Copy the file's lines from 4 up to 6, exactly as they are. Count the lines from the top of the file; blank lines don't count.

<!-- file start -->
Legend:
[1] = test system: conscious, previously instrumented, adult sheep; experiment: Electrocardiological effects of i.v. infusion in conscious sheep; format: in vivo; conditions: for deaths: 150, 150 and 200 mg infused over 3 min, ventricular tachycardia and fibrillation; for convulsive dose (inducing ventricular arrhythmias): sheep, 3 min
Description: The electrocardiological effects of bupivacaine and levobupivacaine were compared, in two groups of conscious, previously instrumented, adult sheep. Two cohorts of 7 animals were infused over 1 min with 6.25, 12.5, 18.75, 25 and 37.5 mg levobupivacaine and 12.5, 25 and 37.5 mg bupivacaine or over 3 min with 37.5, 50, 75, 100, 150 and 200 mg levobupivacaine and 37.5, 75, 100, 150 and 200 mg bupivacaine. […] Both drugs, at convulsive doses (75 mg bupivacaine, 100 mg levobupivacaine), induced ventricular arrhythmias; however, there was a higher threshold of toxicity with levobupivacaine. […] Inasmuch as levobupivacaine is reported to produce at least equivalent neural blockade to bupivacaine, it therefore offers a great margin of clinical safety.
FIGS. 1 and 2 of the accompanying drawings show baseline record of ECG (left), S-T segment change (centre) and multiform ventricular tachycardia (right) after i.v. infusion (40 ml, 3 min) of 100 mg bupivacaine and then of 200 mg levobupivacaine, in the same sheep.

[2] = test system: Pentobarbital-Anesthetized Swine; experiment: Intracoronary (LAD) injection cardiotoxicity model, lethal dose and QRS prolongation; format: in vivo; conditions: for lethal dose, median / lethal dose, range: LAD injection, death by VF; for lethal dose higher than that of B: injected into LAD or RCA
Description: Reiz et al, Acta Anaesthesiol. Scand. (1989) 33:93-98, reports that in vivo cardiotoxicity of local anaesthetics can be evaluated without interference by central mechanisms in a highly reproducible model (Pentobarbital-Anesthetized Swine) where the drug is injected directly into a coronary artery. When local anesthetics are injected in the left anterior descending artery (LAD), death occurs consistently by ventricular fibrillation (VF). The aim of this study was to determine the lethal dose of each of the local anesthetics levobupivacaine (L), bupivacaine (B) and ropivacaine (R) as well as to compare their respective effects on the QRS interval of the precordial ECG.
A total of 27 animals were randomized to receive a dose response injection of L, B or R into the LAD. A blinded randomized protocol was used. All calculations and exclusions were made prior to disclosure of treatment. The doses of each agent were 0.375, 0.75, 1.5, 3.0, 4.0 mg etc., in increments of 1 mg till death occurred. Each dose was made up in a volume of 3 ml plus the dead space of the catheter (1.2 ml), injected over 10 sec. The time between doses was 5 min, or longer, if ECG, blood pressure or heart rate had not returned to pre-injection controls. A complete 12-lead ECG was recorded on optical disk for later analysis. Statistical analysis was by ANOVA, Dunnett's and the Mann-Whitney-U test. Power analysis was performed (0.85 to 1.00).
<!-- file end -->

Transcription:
FIGS. 1 and 2 of the accompanying drawings show baseline record of ECG (left), S-T segment change (centre) and multiform ventricular tachycardia (right) after i.v. infusion (40 ml, 3 min) of 100 mg bupivacaine and then of 200 mg levobupivacaine, in the same sheep.

[2] = test system: Pentobarbital-Anesthetized Swine; experiment: Intracoronary (LAD) injection cardiotoxicity model, lethal dose and QRS prolongation; format: in vivo; conditions: for lethal dose, median / lethal dose, range: LAD injection, death by VF; for lethal dose higher than that of B: injected into LAD or RCA
Description: Reiz et al, Acta Anaesthesiol. Scand. (1989) 33:93-98, reports that in vivo cardiotoxicity of local anaesthetics can be evaluated without interference by central mechanisms in a highly reproducible model (Pentobarbital-Anesthetized Swine) where the drug is injected directly into a coronary artery. When local anesthetics are injected in the left anterior descending artery (LAD), death occurs consistently by ventricular fibrillation (VF). The aim of this study was to determine the lethal dose of each of the local anesthetics levobupivacaine (L), bupivacaine (B) and ropivacaine (R) as well as to compare their respective effects on the QRS interval of the precordial ECG.